Spelling bee becomes family affair
March 23, 2010 at 10:01 p.m.
Updated March 23, 2010 at 10:24 p.m.
Margaret Ann Harper said she hoped to take a top-place trophy as a souvenir from Tuesday night's 21st Annual Regional County Spelling Bee.
Irony was not on her side.
Harper, a 14-year-old eighth-grader who goes by Megan, walked to the stage at the Victoria College Johnson Symposium Center. Davis Smolik, her Sacred Heart principal, lifted a small black bag with a rosary inside. Harper touched it for luck just before taking her seat.
In the audience, Harper's supporters and family positioned notebooks and spoke quiet well-wishes.
Tommy and Angela Harper watched their daughter survive the first round. To cope with the nerves - to telepathically prompt their daughter along - they simultaneously spelled in the notebooks words spoken on stage.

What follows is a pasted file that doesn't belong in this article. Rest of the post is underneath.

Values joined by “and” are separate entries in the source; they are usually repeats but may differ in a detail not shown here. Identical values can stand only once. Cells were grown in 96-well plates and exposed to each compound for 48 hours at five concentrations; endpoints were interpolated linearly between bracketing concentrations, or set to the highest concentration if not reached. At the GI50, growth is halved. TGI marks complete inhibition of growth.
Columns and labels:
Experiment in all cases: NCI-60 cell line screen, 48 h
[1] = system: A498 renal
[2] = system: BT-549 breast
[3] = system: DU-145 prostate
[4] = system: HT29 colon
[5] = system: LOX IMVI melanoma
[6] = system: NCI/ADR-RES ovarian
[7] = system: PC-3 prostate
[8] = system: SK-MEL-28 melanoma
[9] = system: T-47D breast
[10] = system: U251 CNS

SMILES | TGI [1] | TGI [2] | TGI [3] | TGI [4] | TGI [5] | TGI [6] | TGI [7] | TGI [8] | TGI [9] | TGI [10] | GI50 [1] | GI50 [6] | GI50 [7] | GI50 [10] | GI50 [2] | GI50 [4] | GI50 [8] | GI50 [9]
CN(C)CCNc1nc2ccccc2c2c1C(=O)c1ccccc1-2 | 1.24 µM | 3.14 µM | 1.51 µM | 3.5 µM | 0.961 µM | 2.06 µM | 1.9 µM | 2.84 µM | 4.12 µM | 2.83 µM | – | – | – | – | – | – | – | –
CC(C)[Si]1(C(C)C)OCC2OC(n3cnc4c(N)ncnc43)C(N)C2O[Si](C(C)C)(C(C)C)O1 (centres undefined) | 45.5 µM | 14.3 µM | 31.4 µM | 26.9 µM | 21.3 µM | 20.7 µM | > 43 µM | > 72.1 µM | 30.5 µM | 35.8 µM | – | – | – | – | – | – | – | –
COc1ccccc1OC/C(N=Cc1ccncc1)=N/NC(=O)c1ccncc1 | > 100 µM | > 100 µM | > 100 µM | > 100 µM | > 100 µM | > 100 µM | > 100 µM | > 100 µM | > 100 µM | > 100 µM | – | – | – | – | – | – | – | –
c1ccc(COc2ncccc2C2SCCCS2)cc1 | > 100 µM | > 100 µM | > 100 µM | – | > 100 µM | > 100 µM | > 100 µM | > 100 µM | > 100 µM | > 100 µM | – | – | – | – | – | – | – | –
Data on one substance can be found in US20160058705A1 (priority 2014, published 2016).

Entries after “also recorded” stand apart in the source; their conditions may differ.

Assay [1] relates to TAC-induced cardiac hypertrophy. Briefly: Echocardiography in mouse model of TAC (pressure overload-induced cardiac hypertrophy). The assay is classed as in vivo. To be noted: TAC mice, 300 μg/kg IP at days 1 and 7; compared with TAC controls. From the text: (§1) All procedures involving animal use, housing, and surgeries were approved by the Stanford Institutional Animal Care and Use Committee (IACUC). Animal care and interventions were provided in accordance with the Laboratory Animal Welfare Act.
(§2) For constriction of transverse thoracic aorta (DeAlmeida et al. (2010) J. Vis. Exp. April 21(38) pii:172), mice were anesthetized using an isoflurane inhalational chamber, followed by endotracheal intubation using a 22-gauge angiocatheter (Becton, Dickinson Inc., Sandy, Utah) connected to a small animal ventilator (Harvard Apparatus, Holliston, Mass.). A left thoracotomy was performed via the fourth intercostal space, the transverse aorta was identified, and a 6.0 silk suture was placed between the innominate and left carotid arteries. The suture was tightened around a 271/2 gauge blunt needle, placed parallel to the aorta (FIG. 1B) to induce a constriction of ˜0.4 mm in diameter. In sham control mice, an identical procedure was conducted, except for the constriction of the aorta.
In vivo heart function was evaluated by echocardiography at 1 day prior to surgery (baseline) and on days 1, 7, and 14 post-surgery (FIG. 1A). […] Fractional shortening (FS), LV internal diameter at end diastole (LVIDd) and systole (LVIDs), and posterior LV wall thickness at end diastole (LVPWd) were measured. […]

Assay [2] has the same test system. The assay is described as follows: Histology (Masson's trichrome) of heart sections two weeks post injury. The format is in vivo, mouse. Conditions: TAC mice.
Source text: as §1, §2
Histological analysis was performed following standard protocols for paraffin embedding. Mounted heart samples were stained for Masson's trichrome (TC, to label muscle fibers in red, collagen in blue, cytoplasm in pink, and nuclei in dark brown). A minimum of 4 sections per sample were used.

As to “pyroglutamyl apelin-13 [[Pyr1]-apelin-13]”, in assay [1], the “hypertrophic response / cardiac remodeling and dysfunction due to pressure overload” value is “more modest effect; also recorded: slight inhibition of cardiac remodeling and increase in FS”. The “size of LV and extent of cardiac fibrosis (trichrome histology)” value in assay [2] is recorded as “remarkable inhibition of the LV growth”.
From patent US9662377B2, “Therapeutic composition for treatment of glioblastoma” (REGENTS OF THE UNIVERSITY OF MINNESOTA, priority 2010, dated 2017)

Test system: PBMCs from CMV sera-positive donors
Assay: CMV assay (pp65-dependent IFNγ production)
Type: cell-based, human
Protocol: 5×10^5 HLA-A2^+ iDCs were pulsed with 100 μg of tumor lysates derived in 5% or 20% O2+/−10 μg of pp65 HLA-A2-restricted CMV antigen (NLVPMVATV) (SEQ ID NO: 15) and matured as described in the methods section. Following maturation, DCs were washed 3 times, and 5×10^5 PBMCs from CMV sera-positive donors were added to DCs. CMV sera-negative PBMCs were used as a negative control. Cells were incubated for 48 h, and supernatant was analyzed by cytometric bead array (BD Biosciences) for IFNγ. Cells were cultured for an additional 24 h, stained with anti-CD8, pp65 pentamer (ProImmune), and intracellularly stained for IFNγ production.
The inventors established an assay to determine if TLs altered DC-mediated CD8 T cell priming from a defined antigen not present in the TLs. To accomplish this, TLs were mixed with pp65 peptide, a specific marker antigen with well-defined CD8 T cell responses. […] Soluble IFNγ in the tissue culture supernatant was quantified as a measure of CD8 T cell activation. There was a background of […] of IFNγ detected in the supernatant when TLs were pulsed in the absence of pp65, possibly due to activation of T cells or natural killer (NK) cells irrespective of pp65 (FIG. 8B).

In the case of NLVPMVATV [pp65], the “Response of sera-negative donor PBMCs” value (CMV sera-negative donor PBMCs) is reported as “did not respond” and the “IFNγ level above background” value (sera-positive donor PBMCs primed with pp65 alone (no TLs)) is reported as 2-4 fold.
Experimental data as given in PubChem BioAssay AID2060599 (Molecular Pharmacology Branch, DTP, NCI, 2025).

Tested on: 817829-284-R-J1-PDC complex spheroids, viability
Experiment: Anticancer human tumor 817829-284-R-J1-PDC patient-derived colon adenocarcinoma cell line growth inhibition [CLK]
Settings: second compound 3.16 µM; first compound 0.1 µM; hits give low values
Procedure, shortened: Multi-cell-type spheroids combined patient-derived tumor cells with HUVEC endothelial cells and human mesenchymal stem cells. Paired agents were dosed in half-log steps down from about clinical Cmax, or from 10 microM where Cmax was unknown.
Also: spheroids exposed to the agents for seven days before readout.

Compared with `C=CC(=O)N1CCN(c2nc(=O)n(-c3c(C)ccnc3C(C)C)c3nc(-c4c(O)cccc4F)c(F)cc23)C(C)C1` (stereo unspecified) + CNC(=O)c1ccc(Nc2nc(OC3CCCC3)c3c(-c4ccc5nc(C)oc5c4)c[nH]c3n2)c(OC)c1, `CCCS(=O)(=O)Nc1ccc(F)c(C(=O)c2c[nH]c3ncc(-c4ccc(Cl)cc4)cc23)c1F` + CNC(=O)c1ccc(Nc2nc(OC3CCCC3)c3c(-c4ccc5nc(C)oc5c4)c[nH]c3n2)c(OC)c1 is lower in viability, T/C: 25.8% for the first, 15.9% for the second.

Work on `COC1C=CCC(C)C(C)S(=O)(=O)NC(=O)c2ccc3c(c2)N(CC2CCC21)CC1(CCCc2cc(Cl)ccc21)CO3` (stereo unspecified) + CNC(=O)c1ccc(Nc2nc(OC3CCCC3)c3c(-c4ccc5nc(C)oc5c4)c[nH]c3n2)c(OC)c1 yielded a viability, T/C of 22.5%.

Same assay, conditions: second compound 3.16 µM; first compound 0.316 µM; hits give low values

"We practiced words on the way here," said Jacob Morisak, a Harper family friend who also once attended Sacred Heart. Morisak won the 1984 spelling bee, he said.
On stage, Harper walked to the microphone.
"Souvenir," she heard.
With thoughts of a top-place trophy on her mind, Harper misspelled the word during the bee's second round.
"Thank you," she said into the microphone. She then left the stage with a smile.
"I'm a pretty good speller, but I missed the word she missed, too," Harper's father said.
"I guess we didn't take her to enough souvenir shops," her mother joked.
Harper joined her parents for the remainder of the contest. Together, they spelled the contest words on the notebooks.
Pauline Negrete, an Edna Elementary School fifth grader, eventually won the bee, which ended after 9 p.m.
Harper, though, remained enthused even at the late hour.
"I didn't have expectations to be first, but it was kind of a shock to be knocked out so soon," she said.
"If it was a team effort," her mother said, smiling and pointing to the family notebook, "We wouldn't have done so bad."